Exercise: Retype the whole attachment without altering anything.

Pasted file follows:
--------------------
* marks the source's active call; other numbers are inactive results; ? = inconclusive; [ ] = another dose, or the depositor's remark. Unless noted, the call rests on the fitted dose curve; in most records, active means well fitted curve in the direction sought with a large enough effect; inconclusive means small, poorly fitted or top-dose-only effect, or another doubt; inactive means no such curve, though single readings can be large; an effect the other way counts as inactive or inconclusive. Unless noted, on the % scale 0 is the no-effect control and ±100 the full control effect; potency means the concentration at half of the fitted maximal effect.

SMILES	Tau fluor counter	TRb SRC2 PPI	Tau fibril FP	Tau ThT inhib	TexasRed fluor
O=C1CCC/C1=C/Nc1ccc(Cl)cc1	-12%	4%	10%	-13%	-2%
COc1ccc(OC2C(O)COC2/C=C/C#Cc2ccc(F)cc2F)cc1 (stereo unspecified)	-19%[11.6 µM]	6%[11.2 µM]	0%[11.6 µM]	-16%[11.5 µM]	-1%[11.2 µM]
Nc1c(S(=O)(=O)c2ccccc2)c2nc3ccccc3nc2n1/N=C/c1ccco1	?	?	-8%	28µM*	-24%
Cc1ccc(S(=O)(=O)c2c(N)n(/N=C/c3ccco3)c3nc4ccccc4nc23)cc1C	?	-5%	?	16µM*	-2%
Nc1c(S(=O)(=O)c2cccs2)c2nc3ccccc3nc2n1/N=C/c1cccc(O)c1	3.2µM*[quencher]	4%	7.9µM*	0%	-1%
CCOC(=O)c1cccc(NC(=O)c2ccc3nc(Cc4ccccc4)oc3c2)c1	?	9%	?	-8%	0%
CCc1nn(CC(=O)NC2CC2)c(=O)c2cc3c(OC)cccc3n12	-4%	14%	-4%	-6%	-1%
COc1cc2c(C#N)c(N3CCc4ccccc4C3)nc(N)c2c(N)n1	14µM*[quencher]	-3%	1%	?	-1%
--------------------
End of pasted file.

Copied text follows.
* marks the source's active call; other numbers are inactive results; ? = inconclusive; [ ] = another dose, or the depositor's remark. Unless noted, the call rests on the fitted dose curve; in most records, active means well fitted curve in the direction sought with a large enough effect; inconclusive means small, poorly fitted or top-dose-only effect, or another doubt; inactive means no such curve, though single readings can be large; an effect the other way counts as inactive or inconclusive. Unless noted, on the % scale 0 is the no-effect control and ±100 the full control effect; potency means the concentration at half of the fitted maximal effect.

SMILES	Tau fluor counter	TRb SRC2 PPI	Tau fibril FP	Tau ThT inhib	TexasRed fluor
O=C1CCC/C1=C/Nc1ccc(Cl)cc1	-12%	4%	10%	-13%	-2%
COc1ccc(OC2C(O)COC2/C=C/C#Cc2ccc(F)cc2F)cc1 (stereo unspecified)	-19%[11.6 µM]	6%[11.2 µM]	0%[11.6 µM]	-16%[11.5 µM]	-1%[11.2 µM]
Nc1c(S(=O)(=O)c2ccccc2)c2nc3ccccc3nc2n1/N=C/c1ccco1	?	?	-8%	28µM*	-24%
Cc1ccc(S(=O)(=O)c2c(N)n(/N=C/c3ccco3)c3nc4ccccc4nc23)cc1C	?	-5%	?	16µM*	-2%
Nc1c(S(=O)(=O)c2cccs2)c2nc3ccccc3nc2n1/N=C/c1cccc(O)c1	3.2µM*[quencher]	4%	7.9µM*	0%	-1%
CCOC(=O)c1cccc(NC(=O)c2ccc3nc(Cc4ccccc4)oc3c2)c1	?	9%	?	-8%	0%
CCc1nn(CC(=O)NC2CC2)c(=O)c2cc3c(OC)cccc3n12	-4%	14%	-4%	-6%	-1%
COc1cc2c(C#N)c(N3CCc4ccccc4C3)nc(N)c2c(N)n1	14µM*[quencher]	-3%	1%	?	-1%